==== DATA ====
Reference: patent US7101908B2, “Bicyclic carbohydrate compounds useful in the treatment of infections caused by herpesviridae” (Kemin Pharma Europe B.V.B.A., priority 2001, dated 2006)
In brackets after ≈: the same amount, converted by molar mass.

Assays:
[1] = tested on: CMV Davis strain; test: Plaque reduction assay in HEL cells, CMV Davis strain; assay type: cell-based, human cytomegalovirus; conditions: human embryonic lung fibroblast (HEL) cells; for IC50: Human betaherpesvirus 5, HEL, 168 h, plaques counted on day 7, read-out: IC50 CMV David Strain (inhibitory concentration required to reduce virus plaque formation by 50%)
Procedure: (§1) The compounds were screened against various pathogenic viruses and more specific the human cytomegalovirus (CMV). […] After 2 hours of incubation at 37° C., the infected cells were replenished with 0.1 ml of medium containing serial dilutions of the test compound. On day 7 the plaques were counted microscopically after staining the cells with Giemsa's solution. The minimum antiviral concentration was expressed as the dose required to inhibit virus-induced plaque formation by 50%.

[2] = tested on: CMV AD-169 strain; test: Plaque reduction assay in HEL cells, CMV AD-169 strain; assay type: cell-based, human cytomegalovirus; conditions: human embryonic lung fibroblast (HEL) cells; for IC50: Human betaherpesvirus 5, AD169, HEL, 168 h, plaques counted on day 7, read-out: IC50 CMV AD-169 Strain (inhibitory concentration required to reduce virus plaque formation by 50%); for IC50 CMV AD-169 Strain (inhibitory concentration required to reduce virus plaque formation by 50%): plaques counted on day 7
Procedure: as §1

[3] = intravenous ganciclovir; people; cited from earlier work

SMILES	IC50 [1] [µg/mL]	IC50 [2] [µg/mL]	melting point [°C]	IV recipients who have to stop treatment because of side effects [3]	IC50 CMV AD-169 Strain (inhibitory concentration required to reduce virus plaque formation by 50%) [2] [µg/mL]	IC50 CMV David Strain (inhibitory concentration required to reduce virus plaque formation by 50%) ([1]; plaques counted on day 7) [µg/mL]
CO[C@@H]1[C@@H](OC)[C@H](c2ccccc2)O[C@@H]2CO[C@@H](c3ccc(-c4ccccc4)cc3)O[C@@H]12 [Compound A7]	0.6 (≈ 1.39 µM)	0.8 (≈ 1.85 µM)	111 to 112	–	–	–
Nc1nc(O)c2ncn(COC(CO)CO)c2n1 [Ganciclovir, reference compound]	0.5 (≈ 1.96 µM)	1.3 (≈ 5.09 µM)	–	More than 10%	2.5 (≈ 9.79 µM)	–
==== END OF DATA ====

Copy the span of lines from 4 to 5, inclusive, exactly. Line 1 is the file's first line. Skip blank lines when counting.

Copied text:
[1] = tested on: CMV Davis strain; test: Plaque reduction assay in HEL cells, CMV Davis strain; assay type: cell-based, human cytomegalovirus; conditions: human embryonic lung fibroblast (HEL) cells; for IC50: Human betaherpesvirus 5, HEL, 168 h, plaques counted on day 7, read-out: IC50 CMV David Strain (inhibitory concentration required to reduce virus plaque formation by 50%)
Procedure: (§1) The compounds were screened against various pathogenic viruses and more specific the human cytomegalovirus (CMV). […] After 2 hours of incubation at 37° C., the infected cells were replenished with 0.1 ml of medium containing serial dilutions of the test compound. On day 7 the plaques were counted microscopically after staining the cells with Giemsa's solution. The minimum antiviral concentration was expressed as the dose required to inhibit virus-induced plaque formation by 50%.